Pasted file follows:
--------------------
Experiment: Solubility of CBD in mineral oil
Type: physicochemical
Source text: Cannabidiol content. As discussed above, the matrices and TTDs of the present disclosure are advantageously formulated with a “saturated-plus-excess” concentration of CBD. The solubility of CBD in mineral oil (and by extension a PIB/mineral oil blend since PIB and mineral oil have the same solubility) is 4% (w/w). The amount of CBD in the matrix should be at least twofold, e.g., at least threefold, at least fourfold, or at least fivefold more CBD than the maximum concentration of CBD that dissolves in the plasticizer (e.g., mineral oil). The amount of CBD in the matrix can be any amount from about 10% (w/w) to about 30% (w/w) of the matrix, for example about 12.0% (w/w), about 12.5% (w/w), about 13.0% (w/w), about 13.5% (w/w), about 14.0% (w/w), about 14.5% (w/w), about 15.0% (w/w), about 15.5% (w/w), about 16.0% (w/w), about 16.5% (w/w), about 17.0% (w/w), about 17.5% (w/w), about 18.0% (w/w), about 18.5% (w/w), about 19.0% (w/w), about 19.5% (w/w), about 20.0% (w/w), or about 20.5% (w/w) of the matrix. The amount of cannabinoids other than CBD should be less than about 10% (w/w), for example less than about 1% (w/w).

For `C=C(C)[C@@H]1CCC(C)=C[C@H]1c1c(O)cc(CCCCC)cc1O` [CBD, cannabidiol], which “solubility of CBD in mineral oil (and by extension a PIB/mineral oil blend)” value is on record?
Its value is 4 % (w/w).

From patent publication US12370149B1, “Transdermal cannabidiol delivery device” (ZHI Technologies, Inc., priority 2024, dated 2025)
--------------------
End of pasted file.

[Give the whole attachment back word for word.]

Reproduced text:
Experiment: Solubility of CBD in mineral oil
Type: physicochemical
Source text: Cannabidiol content. As discussed above, the matrices and TTDs of the present disclosure are advantageously formulated with a “saturated-plus-excess” concentration of CBD. The solubility of CBD in mineral oil (and by extension a PIB/mineral oil blend since PIB and mineral oil have the same solubility) is 4% (w/w). The amount of CBD in the matrix should be at least twofold, e.g., at least threefold, at least fourfold, or at least fivefold more CBD than the maximum concentration of CBD that dissolves in the plasticizer (e.g., mineral oil). The amount of CBD in the matrix can be any amount from about 10% (w/w) to about 30% (w/w) of the matrix, for example about 12.0% (w/w), about 12.5% (w/w), about 13.0% (w/w), about 13.5% (w/w), about 14.0% (w/w), about 14.5% (w/w), about 15.0% (w/w), about 15.5% (w/w), about 16.0% (w/w), about 16.5% (w/w), about 17.0% (w/w), about 17.5% (w/w), about 18.0% (w/w), about 18.5% (w/w), about 19.0% (w/w), about 19.5% (w/w), about 20.0% (w/w), or about 20.5% (w/w) of the matrix. The amount of cannabinoids other than CBD should be less than about 10% (w/w), for example less than about 1% (w/w).

For `C=C(C)[C@@H]1CCC(C)=C[C@H]1c1c(O)cc(CCCCC)cc1O` [CBD, cannabidiol], which “solubility of CBD in mineral oil (and by extension a PIB/mineral oil blend)” value is on record?
Its value is 4 % (w/w).

From patent publication US12370149B1, “Transdermal cannabidiol delivery device” (ZHI Technologies, Inc., priority 2024, dated 2025)